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Israel Bond Financing of U.S. Commercial Real Estate 

by Avraham Well, Boaz Noiman

Published: June, 2016

Submission: June, 2016


There is a growing trend of initial public offerings of debt in Israel by U.S. (and Canadian) real estate companies with income-producing real estate and the listing of the bonds for trading on the Tel Aviv Stock Exchange.

During 2014 and 2015, approximately 15 such real estate companies completed public debt offerings in Israel, the large majority of which were initial public offerings, raising approximately NIS 8 billion in total (equivalent to approximately US$2 billion) during such period. The offerings typically had interest rates ranging between 3%-8% and the debt was usually unsecured. The proceeds from these offerings are, in most cases, intended to be used to refinance existing mezzanine loans (which are typically subordinated to real estate mortgages) and in some cases are used to buy out minority interests in the assets, as well as to acquire new assets and for the issuer’s general corporate purposes.

The Israeli corporate bond market features a broad range of investors, retail and institutional, who benefit from an efficient market with low trading costs, relative to corporate bond markets around the world, in which the activity of institutional investors is mostly predominant due to high trading costs for small investors.

The common structure for these offerings is that the holdings in several real estate assets (typically located in the United States and held by LLCs) are transferred to a special purpose company, typically incorporated in the British Virgin Islands (BVI), for tax reasons, which issues the bonds, and the entity or shareholders (typically based in the United States) that had controlled the real estate assets continue to control those assets through the BVI entity. The principal commercial advantage of this structure is that real estate companies can issue debt with respect to their entire real estate portfolio (or a large portion of it), rather than financing properties individually (which is the typical structure). As a result, the amount of money they raise increases substantially while in effect spreading the risk over multiple properties.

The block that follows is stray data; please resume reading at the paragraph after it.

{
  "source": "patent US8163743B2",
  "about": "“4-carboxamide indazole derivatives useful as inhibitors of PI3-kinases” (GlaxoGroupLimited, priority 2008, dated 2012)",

The financial advantages for international real estate companies raising debt in the Israeli market are, primarily, attractive interest rates and the ability to raise relatively smaller amounts of money in a bond offering, which is a particularly appropriate vehicle — in size and scope — for small-to-medium sized real estate companies. In addition, the Israeli credit rating agencies have provided relatively high ratings (ranging between BBB+ to A) to these smaller U.S. real estate companies compared to the U.S. credit rating agencies, which would typically provide lower ratings to companies of such size, resulting in interest rates that are typically lower than the interest rates that small-to-medium sized real estate companies could find in the United States. Furthermore, the offering expenses are typically significantly lower in comparison to the cost of consummating a public debt offering in the United States.

The offering documents include features that are designed to address the principal concerns of Israeli investors resulting from the offshore structure of these offerings. The primary concern relates to the bondholders’ ability to take action in the event of insolvency against the issuer and the real estate assets, which typically reside outside Israel. To address this concern, the issuer undertakes in the offering documents to subject itself to Israeli laws and jurisdiction in the event of legal proceedings relating to the offering and the bonds, and the controlling shareholders and directors undertake to not initiate any insolvency proceedings against the issuer outside of Israel or object to such proceedings being held in Israel. Over time, the offering documents have come to include an increasing number of issuer covenants, including covenants relating to the distribution of dividends, transactions with controlling shareholders, and the controlling shareholders provide the issuer with a right of first refusal with respect to business opportunities that could benefit the issuer. Historically the issuers have agreed to become subject to Section 38A of the Israeli Securities Law, under which certain corporate governance and other provisions of the Israeli Companies Law and certain regulations promulgated under the Israeli Securities Law relating to transactions with controlling shareholders and tender offers are applied to non-Israeli companies that have issued shares to the public in Israel, and under a recent amendment to the Israeli Securities law, such Section 38A now also applies to foreign companies that have issued debt to the public in Israel.

Typically the transaction structure involves a membership interests purchase agreement for transferring the ownership in the LLCs that own the real estate assets to the BVI company. Legal opinions are rendered by both BVI counsel (regarding corporate status and corporate law matters) and U.S. counsel (regarding the transfer of the ownership in the LLCs); in addition, a U.S. securities opinion is rendered by U.S. counsel to the Tel Aviv Stock Exchange.






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